Monday, Feb. 03, 2014, 10:05 AM UPDATED 8:15 AMBy Auto Remarketing Staff
McLEAN, Va. -
The new 2015 Chrysler 200, revealed at the 2014 North American International Auto Show in Detroit in January, is set to hit the markets in the second quarter. Amid the market buzz about the new model, David Paris, automotive analyst for NADA Used Car Guide, took a look back at the original 200 on NADA UCG’s Used Car & Truck Blog.
Paris explained the original 200, which was launched in December 2010 as a 2011 model, wasn’t “something to get excited over.”
And it shows in the used value retention rate for the unit.
According to NADA UCG data, the three-year-old Chrysler 200 is currently retaining 46.5 percent of its original MSRP, or 1.9 percent below the segment (mid-size car) average of 48.4 percent.
Paris offered a few reasons why retention rates have been low for the old model.
First, he explained, “Chrysler has been known to sell lots of cars directly to rental fleet companies over the years, and the old 200 proved to be no exception.”
In fact, judging by new mid-size car rental fleet registrations from January through November of last year, 45,777 units or 40.8 percent of total 200 registrations belonged to rental fleets.
The rental penetration rate is almost 11 points higher than the model in second place in the segment for rental penetration (the Dodge Avenger, with 30.1 percent rental penetration).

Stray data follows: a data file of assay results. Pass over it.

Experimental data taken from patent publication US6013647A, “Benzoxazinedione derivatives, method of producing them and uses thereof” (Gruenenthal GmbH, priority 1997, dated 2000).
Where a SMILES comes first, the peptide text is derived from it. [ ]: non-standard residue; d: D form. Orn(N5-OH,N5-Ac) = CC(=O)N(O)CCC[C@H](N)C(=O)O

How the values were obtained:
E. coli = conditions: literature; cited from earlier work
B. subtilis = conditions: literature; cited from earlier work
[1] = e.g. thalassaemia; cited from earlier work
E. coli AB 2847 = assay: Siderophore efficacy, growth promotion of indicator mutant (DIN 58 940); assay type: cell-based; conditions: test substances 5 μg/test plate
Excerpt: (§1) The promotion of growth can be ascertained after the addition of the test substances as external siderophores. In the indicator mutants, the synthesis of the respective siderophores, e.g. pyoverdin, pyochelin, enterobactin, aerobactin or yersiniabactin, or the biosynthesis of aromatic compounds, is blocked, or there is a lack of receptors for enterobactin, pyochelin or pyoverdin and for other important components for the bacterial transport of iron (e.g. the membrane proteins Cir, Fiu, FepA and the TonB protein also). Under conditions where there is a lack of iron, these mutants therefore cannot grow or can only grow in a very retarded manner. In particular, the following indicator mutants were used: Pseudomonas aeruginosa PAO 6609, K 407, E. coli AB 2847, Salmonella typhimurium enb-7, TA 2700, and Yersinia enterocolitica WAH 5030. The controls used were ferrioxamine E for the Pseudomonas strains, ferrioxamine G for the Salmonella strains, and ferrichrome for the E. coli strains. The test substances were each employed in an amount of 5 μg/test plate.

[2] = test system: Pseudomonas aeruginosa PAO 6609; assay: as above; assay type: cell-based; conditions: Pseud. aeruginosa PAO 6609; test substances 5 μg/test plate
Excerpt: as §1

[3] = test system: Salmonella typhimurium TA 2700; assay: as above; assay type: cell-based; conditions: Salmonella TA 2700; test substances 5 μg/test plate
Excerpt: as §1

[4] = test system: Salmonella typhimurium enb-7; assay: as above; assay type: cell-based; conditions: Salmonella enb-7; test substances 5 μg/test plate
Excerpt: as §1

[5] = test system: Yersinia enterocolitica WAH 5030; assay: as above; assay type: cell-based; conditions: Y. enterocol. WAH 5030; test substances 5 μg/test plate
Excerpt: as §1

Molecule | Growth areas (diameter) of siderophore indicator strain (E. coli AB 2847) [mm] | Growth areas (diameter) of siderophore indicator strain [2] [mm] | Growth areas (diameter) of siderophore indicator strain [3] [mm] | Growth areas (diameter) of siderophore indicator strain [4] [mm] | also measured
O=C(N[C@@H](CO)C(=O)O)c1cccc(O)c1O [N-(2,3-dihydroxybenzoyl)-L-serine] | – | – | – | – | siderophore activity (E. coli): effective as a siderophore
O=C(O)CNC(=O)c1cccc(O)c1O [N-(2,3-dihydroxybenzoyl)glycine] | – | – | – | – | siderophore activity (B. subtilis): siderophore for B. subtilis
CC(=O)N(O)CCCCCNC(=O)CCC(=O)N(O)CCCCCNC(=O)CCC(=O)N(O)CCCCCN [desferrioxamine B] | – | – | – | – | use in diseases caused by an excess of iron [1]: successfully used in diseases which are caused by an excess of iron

“As we’ve talked about in the past, high rental rates signal poor retail demand and also mean that a mass of volume will hit the used car market over a concentrated period of time at the end of fleet service, neither of which are good for used value retention,” Paris said.
Though the old 200 may have be sliding in value, Paris said the story for the new 200 is expected to be quite different.
“The new 200 is a vast improvement over its predecessor,” said Paris, predicting its rental penetration rate will likely be much lower than the level of the outgoing model.
“While fleet sales can be profitable, they do less to build brand awareness via consumer word of mouth and they don’t allow dealers to develop relationships with consumers that lead to future sales and fixed operation opportunities. Placing a larger percentage of 200s into consumer hands will benefit both the brand and its dealers in these areas,” Paris said.
To see the original blog post, click here.